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Students get their hands dirty learning about habitat preservation

Instead of learning about the outdoors through textbooks, students took a field trip to Fennessey Ranch.

CORPUS CHRISTI, Texas — Kids across the Coastal Bend had a break from their computers with a trip to Fennessey Ranch. That's where the 14th annual 'Monarch Madness' event took place. 

Organizers told 3NEWS that the event is also a way for students to get into nature and learn about preserving the environment and its inhabitants.

Carter Crouch is the Gulf Coast Program Director, for the International Crane Foundation. He wishes he had an educational experience like this one when he was younger. 

"I certainly don't think I had anything quite like this when I was in school," Crouch said. "I certainly would've enjoyed it then as I was pretty into biology in fifth grade."

Students of all ages were all smiles learning about the environment. Especially Ellie who took a special interest in the different types of butterflies.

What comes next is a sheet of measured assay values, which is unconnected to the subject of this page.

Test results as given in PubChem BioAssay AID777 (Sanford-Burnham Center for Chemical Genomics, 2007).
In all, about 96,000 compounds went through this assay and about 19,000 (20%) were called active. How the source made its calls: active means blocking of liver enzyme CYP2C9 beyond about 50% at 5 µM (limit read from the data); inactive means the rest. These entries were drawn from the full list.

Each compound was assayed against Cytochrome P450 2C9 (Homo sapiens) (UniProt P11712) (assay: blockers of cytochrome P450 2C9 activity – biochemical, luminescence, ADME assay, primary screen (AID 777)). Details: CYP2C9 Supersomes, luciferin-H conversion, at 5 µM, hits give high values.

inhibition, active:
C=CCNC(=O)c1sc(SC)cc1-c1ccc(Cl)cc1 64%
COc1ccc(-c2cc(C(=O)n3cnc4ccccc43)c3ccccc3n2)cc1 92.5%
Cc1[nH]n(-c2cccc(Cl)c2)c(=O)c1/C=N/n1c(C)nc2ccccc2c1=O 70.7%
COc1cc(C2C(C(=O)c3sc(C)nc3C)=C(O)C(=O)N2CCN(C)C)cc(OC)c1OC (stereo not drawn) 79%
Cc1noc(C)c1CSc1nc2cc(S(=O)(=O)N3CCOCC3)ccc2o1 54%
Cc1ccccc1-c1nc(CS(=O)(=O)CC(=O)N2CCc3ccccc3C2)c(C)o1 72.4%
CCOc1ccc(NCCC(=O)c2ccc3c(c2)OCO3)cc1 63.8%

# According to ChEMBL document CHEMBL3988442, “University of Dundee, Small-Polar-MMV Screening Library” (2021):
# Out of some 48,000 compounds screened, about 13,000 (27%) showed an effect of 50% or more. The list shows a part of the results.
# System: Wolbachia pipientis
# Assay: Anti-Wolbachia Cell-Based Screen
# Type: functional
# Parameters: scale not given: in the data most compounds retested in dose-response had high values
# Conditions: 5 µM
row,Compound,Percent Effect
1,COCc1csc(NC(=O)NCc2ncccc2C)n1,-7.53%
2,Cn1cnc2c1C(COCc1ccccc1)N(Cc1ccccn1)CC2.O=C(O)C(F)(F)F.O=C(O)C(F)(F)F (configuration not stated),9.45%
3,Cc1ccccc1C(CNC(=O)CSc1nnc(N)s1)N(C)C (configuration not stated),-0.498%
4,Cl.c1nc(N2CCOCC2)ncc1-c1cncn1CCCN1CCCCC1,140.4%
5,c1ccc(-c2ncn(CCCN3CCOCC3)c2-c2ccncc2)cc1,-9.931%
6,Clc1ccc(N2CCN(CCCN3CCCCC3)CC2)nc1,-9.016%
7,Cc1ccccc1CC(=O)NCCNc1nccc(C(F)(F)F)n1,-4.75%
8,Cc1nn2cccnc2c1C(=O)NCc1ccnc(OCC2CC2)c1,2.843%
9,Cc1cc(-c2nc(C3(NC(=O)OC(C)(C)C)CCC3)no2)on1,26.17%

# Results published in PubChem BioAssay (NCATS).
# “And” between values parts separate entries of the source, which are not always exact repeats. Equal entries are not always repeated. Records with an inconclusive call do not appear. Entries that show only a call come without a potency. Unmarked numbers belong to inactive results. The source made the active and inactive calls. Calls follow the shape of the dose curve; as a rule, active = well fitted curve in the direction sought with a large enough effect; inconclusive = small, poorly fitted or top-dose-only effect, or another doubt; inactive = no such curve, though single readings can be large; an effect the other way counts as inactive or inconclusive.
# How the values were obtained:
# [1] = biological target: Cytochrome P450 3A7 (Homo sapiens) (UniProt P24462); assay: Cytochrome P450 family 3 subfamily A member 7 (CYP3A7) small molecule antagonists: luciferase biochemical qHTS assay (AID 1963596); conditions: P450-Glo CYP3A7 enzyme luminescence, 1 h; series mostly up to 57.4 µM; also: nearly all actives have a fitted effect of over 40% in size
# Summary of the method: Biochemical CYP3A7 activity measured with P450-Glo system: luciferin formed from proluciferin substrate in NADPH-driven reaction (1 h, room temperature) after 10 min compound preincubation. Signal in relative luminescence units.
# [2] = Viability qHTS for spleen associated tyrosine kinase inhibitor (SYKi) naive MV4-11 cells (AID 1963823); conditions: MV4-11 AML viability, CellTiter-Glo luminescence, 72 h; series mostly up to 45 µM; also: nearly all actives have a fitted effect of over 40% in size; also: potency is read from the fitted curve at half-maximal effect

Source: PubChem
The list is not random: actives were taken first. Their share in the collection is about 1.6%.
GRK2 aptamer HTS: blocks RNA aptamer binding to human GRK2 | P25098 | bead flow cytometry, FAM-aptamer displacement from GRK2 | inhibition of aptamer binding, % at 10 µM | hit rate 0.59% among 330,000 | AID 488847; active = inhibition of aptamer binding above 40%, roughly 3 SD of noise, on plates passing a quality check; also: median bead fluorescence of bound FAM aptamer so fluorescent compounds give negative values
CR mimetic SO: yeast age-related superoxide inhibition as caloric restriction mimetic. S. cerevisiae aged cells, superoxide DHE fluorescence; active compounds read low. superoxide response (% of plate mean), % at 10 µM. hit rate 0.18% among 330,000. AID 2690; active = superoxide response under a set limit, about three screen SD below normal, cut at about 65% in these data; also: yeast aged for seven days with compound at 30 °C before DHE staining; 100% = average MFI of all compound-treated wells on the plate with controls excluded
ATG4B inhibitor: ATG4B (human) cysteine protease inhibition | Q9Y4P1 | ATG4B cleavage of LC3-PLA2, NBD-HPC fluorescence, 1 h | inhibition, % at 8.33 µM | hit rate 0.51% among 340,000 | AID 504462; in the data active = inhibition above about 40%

"My favorite part was going on the hay ride and learning all the different butterflies and seeing all the different butterflies there," Ellie said.

Marissa Ford is the Executive Director of Wildlife In Focus. She said that watching children express their love of science was its on reward.

"It's awesome to see these kids come out and spend some time outside in the outdoors and learn the importance of habitat preservation," Ford said.

Some kids were having so much fun, they may not have realized they were learning.

"Statistics today show that kids only get about 30 minutes outside in a week, because most kids in the city spend most of their time on electronics," Ford said.

For fifth grade science teacher Madalynn Nixon, the experience is a full circle moment for her. She experienced her first 'Monarch Madness' event when she was in fifth grade.

"I loved it," Nixon said. "So much that I actually came back to it. It's phenomenal seeing them get out of the classroom, and an element where they can be who they want to be and be free, and not have to be strictly behind a book or writing notes or something. It's good to see them out here."

Ranch Manager, Katie Swanson said she's hoping an event like this one will inspire kids to be more curious about the environment that surrounds them.

"I'm able to share a place that I love," Swanson said. "And this means so much to me with them and hopefully inspire them to get out in nature later in life."

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